What causes a swollen eyelid?
Why is my upper eyelid swollen?
Your eyelids can become swollen due to many reasons, such as the following:
- Stye or chalazion: Stye and chalazion are small bumps on anyone or both of your upper or lower eyelids that are caused by infection of the oil glands of your eye. A stye looks like a boil or a pimple. Although a stye is formed on the external surface of your eyelid, a chalazion is located inside the eyelid.
- Conjunctivitis (pink eye): Your eyes may be swollen due to an infectious eye disease known as conjunctivitis where your eyes become red and watery.
- Dacryocystitis: Blockage of the tear glands draining into the nose can make your eyelids swell and result in the watering of eyes.
- Cosmetic use: Not removing eye makeup at night can irritate the delicate area around the eye and cause swollen eyelids.
- Allergy: Allergy to insect bites (bees, bugs), dust, certain eyeliners or mascaras, and reaction to certain medicines can cause your eyelids to swell.
- Sinusitis: Recurrent inflammation of the nose that may be associated with swelling of the eyelids.
- Lack of sleep: Not sleeping well the previous night can make your eyes look puffy the next morning.
- Trauma: A heavy blow to the eye can rupture the small blood vessels under your eyelid and make your eyelids swollen.
- Corneal ulcer: A corneal ulcer (also known as keratitis) is an open sore on the clear outer layer of the front of your eye (cornea).
- Orbital and periorbital cellulitis: An infection of the deeper tissues of the eyes that spreads to the skin around your eyes.
- Ocular herpes simplex: A viral infection that causes your eyes to become red, swollen, and painful.
- Thyroid problem: An aggravated form of hyperthyroidism known as Grave’s disease can lead to an eye condition known as Graves’ ophthalmopathy, which is characterized by protruding eyeballs and puffy eyes.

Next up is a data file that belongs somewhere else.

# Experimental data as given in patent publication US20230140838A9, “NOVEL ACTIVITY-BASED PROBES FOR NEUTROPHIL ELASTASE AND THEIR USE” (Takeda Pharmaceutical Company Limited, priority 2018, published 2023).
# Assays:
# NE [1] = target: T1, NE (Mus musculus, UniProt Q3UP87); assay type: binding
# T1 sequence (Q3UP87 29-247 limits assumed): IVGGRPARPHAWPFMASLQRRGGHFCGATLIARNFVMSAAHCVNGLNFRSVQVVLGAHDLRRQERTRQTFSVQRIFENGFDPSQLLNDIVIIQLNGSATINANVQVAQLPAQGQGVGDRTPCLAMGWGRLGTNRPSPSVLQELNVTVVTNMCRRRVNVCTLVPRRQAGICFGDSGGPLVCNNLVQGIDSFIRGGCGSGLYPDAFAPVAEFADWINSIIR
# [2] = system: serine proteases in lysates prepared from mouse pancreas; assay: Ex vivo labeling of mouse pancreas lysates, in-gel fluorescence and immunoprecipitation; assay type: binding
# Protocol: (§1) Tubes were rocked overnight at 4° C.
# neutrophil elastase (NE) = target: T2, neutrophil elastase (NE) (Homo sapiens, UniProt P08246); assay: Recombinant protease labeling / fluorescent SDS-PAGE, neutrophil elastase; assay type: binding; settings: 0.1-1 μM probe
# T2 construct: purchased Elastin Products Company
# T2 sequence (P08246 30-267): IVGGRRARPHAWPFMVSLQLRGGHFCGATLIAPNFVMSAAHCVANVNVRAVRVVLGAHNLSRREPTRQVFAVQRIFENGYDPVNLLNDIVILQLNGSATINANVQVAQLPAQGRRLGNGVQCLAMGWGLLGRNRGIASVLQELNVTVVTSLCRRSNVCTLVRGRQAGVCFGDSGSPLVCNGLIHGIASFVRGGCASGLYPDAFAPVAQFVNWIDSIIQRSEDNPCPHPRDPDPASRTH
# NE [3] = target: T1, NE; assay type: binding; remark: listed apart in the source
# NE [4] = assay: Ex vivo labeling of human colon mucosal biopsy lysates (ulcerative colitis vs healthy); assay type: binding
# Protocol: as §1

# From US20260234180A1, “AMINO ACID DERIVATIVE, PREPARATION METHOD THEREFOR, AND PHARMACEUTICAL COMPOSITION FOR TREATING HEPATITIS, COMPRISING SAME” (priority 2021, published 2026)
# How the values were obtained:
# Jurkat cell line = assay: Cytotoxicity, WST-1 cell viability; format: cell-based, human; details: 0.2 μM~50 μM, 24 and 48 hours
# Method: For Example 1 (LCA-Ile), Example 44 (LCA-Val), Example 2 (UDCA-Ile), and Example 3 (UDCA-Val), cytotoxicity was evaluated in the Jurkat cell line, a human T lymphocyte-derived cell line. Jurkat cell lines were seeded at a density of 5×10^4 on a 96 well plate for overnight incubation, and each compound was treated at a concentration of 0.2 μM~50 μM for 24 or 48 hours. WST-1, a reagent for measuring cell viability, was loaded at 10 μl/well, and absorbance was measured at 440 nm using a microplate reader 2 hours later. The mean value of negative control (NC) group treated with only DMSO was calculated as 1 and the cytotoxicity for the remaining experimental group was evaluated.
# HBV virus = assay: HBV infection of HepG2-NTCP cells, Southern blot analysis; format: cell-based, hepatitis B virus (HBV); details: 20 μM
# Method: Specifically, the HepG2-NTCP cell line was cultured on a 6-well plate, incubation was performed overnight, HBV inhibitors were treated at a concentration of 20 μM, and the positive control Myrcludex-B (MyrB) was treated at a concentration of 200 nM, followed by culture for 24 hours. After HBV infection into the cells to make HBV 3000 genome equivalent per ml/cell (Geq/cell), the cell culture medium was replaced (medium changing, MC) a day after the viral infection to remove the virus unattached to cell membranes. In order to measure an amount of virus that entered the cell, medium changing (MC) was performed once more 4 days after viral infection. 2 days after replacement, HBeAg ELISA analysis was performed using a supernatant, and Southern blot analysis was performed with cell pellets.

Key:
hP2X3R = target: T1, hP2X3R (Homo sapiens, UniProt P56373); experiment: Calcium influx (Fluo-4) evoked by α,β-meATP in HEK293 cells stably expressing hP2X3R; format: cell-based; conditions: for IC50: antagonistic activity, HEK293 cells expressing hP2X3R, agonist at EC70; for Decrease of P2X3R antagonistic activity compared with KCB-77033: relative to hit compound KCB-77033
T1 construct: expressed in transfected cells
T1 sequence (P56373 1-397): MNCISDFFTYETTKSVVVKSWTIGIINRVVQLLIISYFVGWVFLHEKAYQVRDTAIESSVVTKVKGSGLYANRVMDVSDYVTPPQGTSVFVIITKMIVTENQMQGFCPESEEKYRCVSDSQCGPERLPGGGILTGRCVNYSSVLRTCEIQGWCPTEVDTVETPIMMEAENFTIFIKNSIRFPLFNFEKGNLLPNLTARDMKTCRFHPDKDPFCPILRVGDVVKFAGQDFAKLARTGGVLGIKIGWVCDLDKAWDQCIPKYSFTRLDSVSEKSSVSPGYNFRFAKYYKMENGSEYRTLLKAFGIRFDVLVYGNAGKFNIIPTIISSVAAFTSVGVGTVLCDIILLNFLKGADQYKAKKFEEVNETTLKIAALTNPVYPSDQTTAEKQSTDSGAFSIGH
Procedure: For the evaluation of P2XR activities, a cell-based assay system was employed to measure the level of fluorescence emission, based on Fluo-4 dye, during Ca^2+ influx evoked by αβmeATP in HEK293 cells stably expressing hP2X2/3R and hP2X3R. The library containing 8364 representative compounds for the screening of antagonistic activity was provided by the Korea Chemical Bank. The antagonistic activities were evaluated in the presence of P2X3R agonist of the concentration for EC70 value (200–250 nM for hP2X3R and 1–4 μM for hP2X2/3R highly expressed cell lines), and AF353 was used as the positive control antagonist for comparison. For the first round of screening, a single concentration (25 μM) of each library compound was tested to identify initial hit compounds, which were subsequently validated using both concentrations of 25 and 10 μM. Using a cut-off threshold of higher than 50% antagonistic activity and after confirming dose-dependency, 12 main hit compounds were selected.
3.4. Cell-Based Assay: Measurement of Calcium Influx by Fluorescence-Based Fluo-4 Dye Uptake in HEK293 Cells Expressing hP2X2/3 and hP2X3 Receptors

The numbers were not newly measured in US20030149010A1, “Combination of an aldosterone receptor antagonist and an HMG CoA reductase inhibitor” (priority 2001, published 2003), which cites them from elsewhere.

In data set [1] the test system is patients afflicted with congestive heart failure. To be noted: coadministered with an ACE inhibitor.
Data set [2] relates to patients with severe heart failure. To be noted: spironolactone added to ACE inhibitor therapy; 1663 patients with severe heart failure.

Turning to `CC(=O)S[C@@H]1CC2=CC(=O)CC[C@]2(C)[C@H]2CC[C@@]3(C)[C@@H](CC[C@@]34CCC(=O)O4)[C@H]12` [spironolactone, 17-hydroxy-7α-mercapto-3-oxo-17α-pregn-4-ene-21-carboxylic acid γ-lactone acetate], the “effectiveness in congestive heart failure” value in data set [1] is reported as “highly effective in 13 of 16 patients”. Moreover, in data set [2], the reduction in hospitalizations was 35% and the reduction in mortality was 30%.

- Blepharitis: Blepharitis is an inflammatory eyelid disease that causes the eyelids to become red, swollen, and itchy. Dandruff-like scales form on the eyelashes.
- Kidney problem: The inability of the kidneys to retain proteins in the body causes fluid build-up in the body leading to swelling all over the body, including the face and eyelids.
- Serious liver or heart problem: If there is a serious problem in your liver or heart, it leads to water retention in the body and causes puffy eyes.
How do you treat a swollen eyelid?
Treatment of the swollen eyelids will depend on the cause. Until you can see your doctor, you can try resolving the swelling of your eyelids at home by
- Applying a compress: Put a clean, wet cloth on your eyes twice a day for 15 minutes. Use a warm (hot) compress if the problem is due to a stye.
- Cleaning the eyes: Clean your eyes with sterile water or saline solution if there is a discharge from the eyes.
- Avoiding contact lenses: Avoid wearing contact lenses, which might irritate the eyelids further.
- Avoiding eye makeup: Avoid applying eyeliner or mascara until the eyelid swelling goes away.
- Use of over-the-counter eye drops: Over-the-counter eye drops contain antihistamines that help in treating eye allergies and relieve the redness and itching.
- Getting adequate sleep: Get adequate sleep to give rest to your eyes if you feel that the cause of the swollen eyelids is exhaustion and lack of sleep.
When should you see a doctor for swollen eyelid?
A simple eyelid swelling usually resolves within 24 hours. If it does not go away with simple home remedies as described above, you should see a doctor. You should also visit a doctor if:
- You have painful eyes
- You cannot bear to look at a bright light
- The eyelid swelling is blocking your vision
- Your eyelids are drooping
- You have blurred vision
- You suffer from
Your doctor will examine your eyes and take your complete history. He will prescribe you antibiotics in the form of eye drops or oral pills if he/she suspects infection.
Health Solutions From Our Sponsors
Periorbital Infections. Available at: https://emedicine.medscape.com/article/798397-overview
Swollen eyelids. Available at: https://www.webmd.com/eye-health/eyelid-inflammation-blepharitis
Swelling Around Eye. Available at: https://www.aao.org/eye-health/symptoms/swelling-around-eye